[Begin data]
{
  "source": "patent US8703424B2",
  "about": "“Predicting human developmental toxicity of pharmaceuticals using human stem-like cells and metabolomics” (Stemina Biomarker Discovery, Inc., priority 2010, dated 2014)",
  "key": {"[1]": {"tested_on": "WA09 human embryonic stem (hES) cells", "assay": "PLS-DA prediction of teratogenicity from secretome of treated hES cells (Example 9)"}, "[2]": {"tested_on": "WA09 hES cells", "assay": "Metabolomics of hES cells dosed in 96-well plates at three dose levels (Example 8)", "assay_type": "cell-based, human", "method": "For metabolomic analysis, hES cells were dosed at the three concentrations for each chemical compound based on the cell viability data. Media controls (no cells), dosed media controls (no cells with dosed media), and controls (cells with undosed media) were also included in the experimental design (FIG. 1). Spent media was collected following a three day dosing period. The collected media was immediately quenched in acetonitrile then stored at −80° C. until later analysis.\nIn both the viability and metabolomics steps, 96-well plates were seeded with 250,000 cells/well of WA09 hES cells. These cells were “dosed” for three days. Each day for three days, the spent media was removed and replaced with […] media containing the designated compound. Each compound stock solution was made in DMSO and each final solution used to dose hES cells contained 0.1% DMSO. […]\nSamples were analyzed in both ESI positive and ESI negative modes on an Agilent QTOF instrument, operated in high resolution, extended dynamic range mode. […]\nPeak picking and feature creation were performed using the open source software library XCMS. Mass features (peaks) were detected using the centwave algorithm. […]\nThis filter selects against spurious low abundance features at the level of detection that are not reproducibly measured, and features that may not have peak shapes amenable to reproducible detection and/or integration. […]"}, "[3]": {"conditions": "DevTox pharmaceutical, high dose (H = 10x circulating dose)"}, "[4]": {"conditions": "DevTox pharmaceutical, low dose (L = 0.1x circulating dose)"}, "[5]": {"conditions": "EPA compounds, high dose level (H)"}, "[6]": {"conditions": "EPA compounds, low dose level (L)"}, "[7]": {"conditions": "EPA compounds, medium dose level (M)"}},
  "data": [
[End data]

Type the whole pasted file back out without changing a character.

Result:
{
  "source": "patent US8703424B2",
  "about": "“Predicting human developmental toxicity of pharmaceuticals using human stem-like cells and metabolomics” (Stemina Biomarker Discovery, Inc., priority 2010, dated 2014)",
  "key": {"[1]": {"tested_on": "WA09 human embryonic stem (hES) cells", "assay": "PLS-DA prediction of teratogenicity from secretome of treated hES cells (Example 9)"}, "[2]": {"tested_on": "WA09 hES cells", "assay": "Metabolomics of hES cells dosed in 96-well plates at three dose levels (Example 8)", "assay_type": "cell-based, human", "method": "For metabolomic analysis, hES cells were dosed at the three concentrations for each chemical compound based on the cell viability data. Media controls (no cells), dosed media controls (no cells with dosed media), and controls (cells with undosed media) were also included in the experimental design (FIG. 1). Spent media was collected following a three day dosing period. The collected media was immediately quenched in acetonitrile then stored at −80° C. until later analysis.\nIn both the viability and metabolomics steps, 96-well plates were seeded with 250,000 cells/well of WA09 hES cells. These cells were “dosed” for three days. Each day for three days, the spent media was removed and replaced with […] media containing the designated compound. Each compound stock solution was made in DMSO and each final solution used to dose hES cells contained 0.1% DMSO. […]\nSamples were analyzed in both ESI positive and ESI negative modes on an Agilent QTOF instrument, operated in high resolution, extended dynamic range mode. […]\nPeak picking and feature creation were performed using the open source software library XCMS. Mass features (peaks) were detected using the centwave algorithm. […]\nThis filter selects against spurious low abundance features at the level of detection that are not reproducibly measured, and features that may not have peak shapes amenable to reproducible detection and/or integration. […]"}, "[3]": {"conditions": "DevTox pharmaceutical, high dose (H = 10x circulating dose)"}, "[4]": {"conditions": "DevTox pharmaceutical, low dose (L = 0.1x circulating dose)"}, "[5]": {"conditions": "EPA compounds, high dose level (H)"}, "[6]": {"conditions": "EPA compounds, low dose level (L)"}, "[7]": {"conditions": "EPA compounds, medium dose level (M)"}},
  "data": [